Blatter soon to be gone, but hopefully never forgotten

Date: June 5, 2015 / Posted by Glenn Mitchell

blatterIn March 1997, a year before being elected president of FIFA, an odd thing happened to Sepp Blatter.

At that time he was FIFA’s secretary-general, the second most powerful man in the most powerful sport in the world, when an unusual piece of correspondence came across his desk. It was a bribe to the tune of US$1m, not intended for him but the man he would succeed as president, Brazilian João Havelange, who was serving the penultimate year of his 24-year reign.

Two years ago when a FIFA internal ethics committee published a 4200-page report that confirmed Havelange’s role in a US$100m bribery scandal it also contained evidence of the US$1m bribe that had passed through Blatter’s office.

The committee’s findings included Blatter’s acknowledgement that he was aware of the payment and the emphatic statement that he had no idea it was a bribe.

Ethics committee chairman Hans-Joachim Eckert noted that Blatter’s behaviour was “clumsy” rather than “criminal” and as such he had not actually broken any rules and hence was not dealt with in any way.

This particular issue had plagued Blatter’s stewardship of FIFA up until that point with various rumours circulating about the veracity of the incident. Not surprisingly, being the politician he is, Blatter seized on the ethics committee’s findings to trumpet the fact that he had done no wrong.

He said it was time to draw a line in the sand and move on while others were shaking their heads as to how something of that magnitude arriving on your desk would not raise alarm bells.

As a result of the 2013 ethics committee report Havelange – the man who mentored Blatter and smoothed his path to the top – resigned his position as honorary president of FIFA. Blatter, meanwhile, soldiered on – the man in the flame retardant suit had extinguished another potentially lethal fire.

But football’s Red Adair was finally engulfed by the flames yesterday, announcing his resignation just four days after securing a fifth presidential term. But whilst his impending departure was announced yesterday the date it will occur is still a mystery.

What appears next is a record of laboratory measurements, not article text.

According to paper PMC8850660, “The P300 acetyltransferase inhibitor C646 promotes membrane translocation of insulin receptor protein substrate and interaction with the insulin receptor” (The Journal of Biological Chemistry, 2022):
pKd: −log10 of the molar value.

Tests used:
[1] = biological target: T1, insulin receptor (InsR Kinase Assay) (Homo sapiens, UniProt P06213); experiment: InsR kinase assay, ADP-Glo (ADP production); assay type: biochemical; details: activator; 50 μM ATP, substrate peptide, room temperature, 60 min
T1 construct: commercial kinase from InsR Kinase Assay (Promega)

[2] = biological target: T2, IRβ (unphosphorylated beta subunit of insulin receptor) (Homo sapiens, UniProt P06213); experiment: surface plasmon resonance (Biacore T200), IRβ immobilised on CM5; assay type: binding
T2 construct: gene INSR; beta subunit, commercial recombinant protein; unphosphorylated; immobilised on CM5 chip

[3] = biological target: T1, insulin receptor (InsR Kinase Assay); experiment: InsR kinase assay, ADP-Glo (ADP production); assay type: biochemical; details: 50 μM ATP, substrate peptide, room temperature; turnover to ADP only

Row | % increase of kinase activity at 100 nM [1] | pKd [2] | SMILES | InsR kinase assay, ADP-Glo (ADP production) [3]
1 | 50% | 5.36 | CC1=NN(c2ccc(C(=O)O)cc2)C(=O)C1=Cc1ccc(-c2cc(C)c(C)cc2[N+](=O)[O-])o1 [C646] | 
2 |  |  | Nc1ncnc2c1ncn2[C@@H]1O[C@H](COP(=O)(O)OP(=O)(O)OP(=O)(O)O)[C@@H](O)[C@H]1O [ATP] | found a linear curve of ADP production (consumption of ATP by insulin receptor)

The vote to elect Blatter’s successor will likely occur between December and March and at this stage the incumbent intends to keep the seat warm until his replacement has been chosen.

Whether he lasts that long will largely be contingent on just how many more of his key lieutenants are implicated in the current US and Swiss judicial investigations and indeed whether he personally is indicted.

Just last week, prior to the presidential election, when asked about resigning as the judicial turmoil swirled around him he said, “Why would I step down? That would mean I recognize that I did wrong”. Less than a week later his Olympian backflip would impress even the harshest Romanian judge.

Whilst Blatter has maintained a Teflon veneer in the face of myriad controversies he is yet to have been indicted by the investigating authorities. Whether that remains the case is highly debatable.

It stands to reason that the authorities will be hoping that some of the highly placed officials already arrested will bare their souls in an endeavour to lessen their own penalties.

Much of the evidence that led to the Zurich arrests last week was based on information supplied from former FIFA Executive Committee member, American Chuck Blazer who was compelled to inform both the FBI and IRS of dealings he had knowledge of following an indictment over tax evasion.

If Blatter has been the personal beneficiary of corrupt activity, or knowingly turned a blind eye, the Bunsen burner will soon be ratcheted up.

Whilst FIFA has weathered significant controversy in the past it has never been confronted by such legal might and determination as it does now. One can only hope, after decades of scandal and impropriety, that radical reform is on the horizon.

The ensuing months will see a bevy of potential successors to Blatter thrown up – the political machinations and backroom lobbyists will already be in overdrive.

When FIFA’s independent governance committee, under the chairmanship of Mark Pieth, was disbanded there were seven outstanding reforms that were still listed for consideration.

Term and age limits were two of them and each was put to the vote in São Paolo ahead of last year’s World Cup where they were both rejected. It was that vote that allowed Blatter to seek a fifth term at the age of 79 after he had previously said he would not contest the recent election.

If he had stayed the course after last weekend’s election it would have meant the most powerful sporting organization in the world would have had just two presidents in 45 years.

Intriguingly, in his resignation speech yesterday Blatter said, “We need term limits not only for the president but for all members of the Executive Committee”. Given it failed last year to get up, one wonders if it will be passed if put to the vote again.

In light of the recent controversies surrounding the selection of Russia and Qatar as the next two World Cup venues perhaps it would be salient in future to publish the voting record after it has been cast thus allowing a transparent view of who voted for whom.

Blatter’s parting address contained the statement, “FIFA needs a profound overhaul”. Never have truer words been spoken.

He had his chance and history will forever acknowledge his inability to make substantive change in the area of financial impropriety.

Blatter will soon be yesterday’s man but what occurred at FIFA under his stewardship should never be forgotten and should serve as a beacon to those who hopefully will set about rebuilding its tattered and sullied reputation.

First published on the Roar – theroar.com.au – on 4 June 2015, soliciting 61 comments